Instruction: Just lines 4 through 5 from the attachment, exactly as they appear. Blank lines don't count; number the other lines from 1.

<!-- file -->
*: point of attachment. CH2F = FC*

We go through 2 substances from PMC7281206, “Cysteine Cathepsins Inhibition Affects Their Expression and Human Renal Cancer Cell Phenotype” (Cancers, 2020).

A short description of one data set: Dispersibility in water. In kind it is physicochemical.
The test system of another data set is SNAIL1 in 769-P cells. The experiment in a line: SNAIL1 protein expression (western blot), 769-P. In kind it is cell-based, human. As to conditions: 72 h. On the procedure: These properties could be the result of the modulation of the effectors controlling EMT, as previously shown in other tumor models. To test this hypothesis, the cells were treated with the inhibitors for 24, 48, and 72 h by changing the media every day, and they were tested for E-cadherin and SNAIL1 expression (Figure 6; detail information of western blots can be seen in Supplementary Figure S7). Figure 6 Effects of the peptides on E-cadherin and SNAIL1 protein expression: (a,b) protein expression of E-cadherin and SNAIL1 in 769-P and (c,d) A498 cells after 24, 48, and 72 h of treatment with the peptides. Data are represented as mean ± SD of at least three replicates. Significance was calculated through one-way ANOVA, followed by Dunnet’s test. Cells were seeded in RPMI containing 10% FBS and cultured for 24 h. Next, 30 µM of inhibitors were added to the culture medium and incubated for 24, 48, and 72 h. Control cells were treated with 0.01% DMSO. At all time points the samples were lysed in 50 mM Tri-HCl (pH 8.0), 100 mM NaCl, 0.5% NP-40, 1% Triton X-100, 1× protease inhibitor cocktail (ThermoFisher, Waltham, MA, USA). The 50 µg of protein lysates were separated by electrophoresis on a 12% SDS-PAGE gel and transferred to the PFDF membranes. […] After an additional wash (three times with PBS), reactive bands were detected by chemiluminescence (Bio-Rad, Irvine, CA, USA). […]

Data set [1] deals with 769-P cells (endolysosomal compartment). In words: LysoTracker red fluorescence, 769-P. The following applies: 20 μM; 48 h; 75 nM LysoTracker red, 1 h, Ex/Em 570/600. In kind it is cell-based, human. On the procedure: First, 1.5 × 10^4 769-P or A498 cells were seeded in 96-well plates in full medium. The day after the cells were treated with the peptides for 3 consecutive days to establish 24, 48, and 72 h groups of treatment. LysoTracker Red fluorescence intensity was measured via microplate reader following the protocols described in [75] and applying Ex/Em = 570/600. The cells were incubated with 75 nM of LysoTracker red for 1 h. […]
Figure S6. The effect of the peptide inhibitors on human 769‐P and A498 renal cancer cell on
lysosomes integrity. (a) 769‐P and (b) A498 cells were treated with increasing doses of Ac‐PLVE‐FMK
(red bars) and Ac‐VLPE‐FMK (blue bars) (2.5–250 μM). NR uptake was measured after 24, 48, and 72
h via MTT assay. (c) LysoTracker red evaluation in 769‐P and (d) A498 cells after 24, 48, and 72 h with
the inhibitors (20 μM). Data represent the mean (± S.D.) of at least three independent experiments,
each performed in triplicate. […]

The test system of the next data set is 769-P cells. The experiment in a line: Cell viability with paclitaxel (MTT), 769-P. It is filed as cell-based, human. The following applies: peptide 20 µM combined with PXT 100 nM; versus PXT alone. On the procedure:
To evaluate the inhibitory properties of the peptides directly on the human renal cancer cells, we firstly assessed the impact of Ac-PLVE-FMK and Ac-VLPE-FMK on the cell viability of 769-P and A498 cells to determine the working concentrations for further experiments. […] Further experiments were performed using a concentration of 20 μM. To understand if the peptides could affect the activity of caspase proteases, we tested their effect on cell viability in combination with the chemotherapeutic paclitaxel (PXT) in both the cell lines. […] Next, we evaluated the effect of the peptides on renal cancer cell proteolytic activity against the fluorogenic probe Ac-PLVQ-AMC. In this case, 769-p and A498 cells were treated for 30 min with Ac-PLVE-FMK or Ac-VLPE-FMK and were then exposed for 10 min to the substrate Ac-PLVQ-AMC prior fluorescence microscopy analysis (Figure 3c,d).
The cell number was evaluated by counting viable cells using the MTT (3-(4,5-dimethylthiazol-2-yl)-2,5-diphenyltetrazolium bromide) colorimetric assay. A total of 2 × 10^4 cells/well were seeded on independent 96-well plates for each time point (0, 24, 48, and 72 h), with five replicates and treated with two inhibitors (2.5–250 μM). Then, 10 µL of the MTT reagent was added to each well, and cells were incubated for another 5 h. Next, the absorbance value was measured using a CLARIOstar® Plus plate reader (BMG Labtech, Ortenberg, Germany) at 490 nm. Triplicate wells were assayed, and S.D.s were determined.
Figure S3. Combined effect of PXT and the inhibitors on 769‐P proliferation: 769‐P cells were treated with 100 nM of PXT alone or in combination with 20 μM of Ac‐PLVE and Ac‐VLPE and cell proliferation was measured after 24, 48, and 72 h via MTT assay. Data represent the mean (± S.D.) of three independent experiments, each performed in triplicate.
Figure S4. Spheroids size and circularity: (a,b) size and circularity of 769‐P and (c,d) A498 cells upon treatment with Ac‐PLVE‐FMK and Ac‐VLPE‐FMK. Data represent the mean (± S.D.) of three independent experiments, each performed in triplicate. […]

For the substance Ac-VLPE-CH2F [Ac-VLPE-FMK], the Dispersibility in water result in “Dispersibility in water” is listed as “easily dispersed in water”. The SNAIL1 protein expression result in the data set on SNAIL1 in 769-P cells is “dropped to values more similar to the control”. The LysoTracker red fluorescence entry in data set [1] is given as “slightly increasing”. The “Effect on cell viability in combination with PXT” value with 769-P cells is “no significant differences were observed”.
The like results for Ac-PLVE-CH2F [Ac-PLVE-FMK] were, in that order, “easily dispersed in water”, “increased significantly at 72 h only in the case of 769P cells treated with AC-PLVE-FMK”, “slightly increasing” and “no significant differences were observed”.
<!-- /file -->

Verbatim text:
The test system of another data set is SNAIL1 in 769-P cells. The experiment in a line: SNAIL1 protein expression (western blot), 769-P. In kind it is cell-based, human. As to conditions: 72 h. On the procedure: These properties could be the result of the modulation of the effectors controlling EMT, as previously shown in other tumor models. To test this hypothesis, the cells were treated with the inhibitors for 24, 48, and 72 h by changing the media every day, and they were tested for E-cadherin and SNAIL1 expression (Figure 6; detail information of western blots can be seen in Supplementary Figure S7). Figure 6 Effects of the peptides on E-cadherin and SNAIL1 protein expression: (a,b) protein expression of E-cadherin and SNAIL1 in 769-P and (c,d) A498 cells after 24, 48, and 72 h of treatment with the peptides. Data are represented as mean ± SD of at least three replicates. Significance was calculated through one-way ANOVA, followed by Dunnet’s test. Cells were seeded in RPMI containing 10% FBS and cultured for 24 h. Next, 30 µM of inhibitors were added to the culture medium and incubated for 24, 48, and 72 h. Control cells were treated with 0.01% DMSO. At all time points the samples were lysed in 50 mM Tri-HCl (pH 8.0), 100 mM NaCl, 0.5% NP-40, 1% Triton X-100, 1× protease inhibitor cocktail (ThermoFisher, Waltham, MA, USA). The 50 µg of protein lysates were separated by electrophoresis on a 12% SDS-PAGE gel and transferred to the PFDF membranes. […] After an additional wash (three times with PBS), reactive bands were detected by chemiluminescence (Bio-Rad, Irvine, CA, USA). […]

Data set [1] deals with 769-P cells (endolysosomal compartment). In words: LysoTracker red fluorescence, 769-P. The following applies: 20 μM; 48 h; 75 nM LysoTracker red, 1 h, Ex/Em 570/600. In kind it is cell-based, human. On the procedure: First, 1.5 × 10^4 769-P or A498 cells were seeded in 96-well plates in full medium. The day after the cells were treated with the peptides for 3 consecutive days to establish 24, 48, and 72 h groups of treatment. LysoTracker Red fluorescence intensity was measured via microplate reader following the protocols described in [75] and applying Ex/Em = 570/600. The cells were incubated with 75 nM of LysoTracker red for 1 h. […]